Shown with one side cut and pinned

Now try on your shirt!

another altered neckline

Kitty Cloak Tutorial

I posted my cat’s elven cloak in this post.  The cosplay kitty is rather popular over on my DA page, so I decided to do a tutorial!  It’s my first tutorial, so if it’s awful, I apologize, and feedback is always appreciated.  Also, pardon my craptastic drawings.  This cloak will work for any of your more patient four-legged friends, and here’s a secret:  it’s just a basic cloak pattern.  You can plug your own measurements in there, and make it human sized.

First, find your kitty and get some measurements.  Measurement A is how long you want your cloak to be, from the nape of the neck.  Measurement B is the height of the hood, from the shoulder to the top of the head, plus a little extra for ease.  Measurement C is around the neck, or how wide you want the neck of the cloak to be.  For your furry friends, make it pretty loose.  If the neck gets caught on something, you want them to be able to slip their heads out instead of getting trapped and strangling themselves.

Now, we will make the pattern.  You should make your pattern out of paper and then transfer it to your fabric.  Mark out a small circle with an opening, the circumfrence of which is equal to your neck measurement plus your ease.  I’ve marked one inch of ease on my drawing.  You can make the cloak a full circle, or leave an opening on it as I have in my drawing.  Next, draw out a larger circle around the smaller one, using measurement A to determine how far apart they should be.  (I know, my drawing is not a perfect circle.  It’s because I’m lazy.)  Mark this on your fabric, and cut.

The pattern for the hood is cut in two pieces.  Measurement B is the height of your hood.  Use 1/2 of measurement C plus 1/2 of your ease  to mark out the neck.  The odd little dip in the drawing is there to accomodate the shoulders.  It doesn’t need to be very drastic for a pet, because they don’t have as defined shoulders as a human, but the pattern should be lower at the front, and then rise a little in the center where the shoulders will be.  The front of the hood will be a straight line.  Don’t forget to add in a little seam allowance, then cut out your pieces and stitch together the back seam, which is marked with a dotted line in my drawing.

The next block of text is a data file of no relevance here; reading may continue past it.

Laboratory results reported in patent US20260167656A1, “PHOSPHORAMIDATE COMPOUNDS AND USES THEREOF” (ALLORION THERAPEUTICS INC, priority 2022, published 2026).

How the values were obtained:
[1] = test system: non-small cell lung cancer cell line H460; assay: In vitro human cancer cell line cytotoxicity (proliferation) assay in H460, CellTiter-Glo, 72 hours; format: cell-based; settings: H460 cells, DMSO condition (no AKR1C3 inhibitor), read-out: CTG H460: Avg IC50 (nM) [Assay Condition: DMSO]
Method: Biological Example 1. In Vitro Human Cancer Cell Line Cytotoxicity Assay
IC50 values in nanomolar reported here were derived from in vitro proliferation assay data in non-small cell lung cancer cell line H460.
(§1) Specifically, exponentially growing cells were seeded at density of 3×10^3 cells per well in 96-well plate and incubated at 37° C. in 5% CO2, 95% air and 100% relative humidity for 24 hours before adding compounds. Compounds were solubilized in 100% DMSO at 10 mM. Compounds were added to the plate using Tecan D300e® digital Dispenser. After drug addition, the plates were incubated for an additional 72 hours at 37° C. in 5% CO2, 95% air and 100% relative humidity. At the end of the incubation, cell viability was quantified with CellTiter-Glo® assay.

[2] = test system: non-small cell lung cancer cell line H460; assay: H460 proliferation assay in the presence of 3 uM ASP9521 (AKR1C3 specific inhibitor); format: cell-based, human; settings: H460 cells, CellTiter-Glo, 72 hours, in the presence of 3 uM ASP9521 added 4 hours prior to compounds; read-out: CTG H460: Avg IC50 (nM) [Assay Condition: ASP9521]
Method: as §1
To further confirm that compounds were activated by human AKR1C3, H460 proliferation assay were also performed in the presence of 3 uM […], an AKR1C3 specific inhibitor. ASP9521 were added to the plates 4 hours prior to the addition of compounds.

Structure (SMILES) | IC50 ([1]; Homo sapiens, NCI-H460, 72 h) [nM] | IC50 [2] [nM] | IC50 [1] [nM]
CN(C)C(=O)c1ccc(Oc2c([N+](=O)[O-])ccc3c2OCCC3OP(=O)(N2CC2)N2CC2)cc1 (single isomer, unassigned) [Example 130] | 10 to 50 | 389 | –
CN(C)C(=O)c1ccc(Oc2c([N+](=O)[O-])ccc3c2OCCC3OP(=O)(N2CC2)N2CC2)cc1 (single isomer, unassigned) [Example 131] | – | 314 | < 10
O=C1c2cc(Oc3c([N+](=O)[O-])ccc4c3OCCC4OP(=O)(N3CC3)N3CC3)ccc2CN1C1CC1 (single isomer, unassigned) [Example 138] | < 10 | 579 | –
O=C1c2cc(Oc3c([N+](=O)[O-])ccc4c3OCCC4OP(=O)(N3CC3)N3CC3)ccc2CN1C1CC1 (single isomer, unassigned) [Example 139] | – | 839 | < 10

Next, pin the hood piece to the neck of the cloak, right sides (the pretty sides without the seams showing) together, making sure that the center back and side edges match up.  Stitch together.  It’s a little less clear in my drawing, because I’m not sure how one draws an inside out garment with seam lines showing.  Now, try your cloak onto your pet, and mark out where the ears should go.  Take off the cloak, and cut a line for the ears to fit through.

Since my cloak was an elven one, I closed it with a leaf pin, which I made out of gold fimo and then glued a safety pin to the back of it.  However, you can use whatever closure you want.  A good idea is to use enough elastic so that the cloak can be slipped over your furry friend’s head.  Now, finish your seams and your ear-holes up however you like.  I chose to leave mine raw, because I knew there was no way in hell I was getting my cat to wear it more then once.  And now you’re done!  

If you use the tutorial, be sure to send me a picture of the finished product!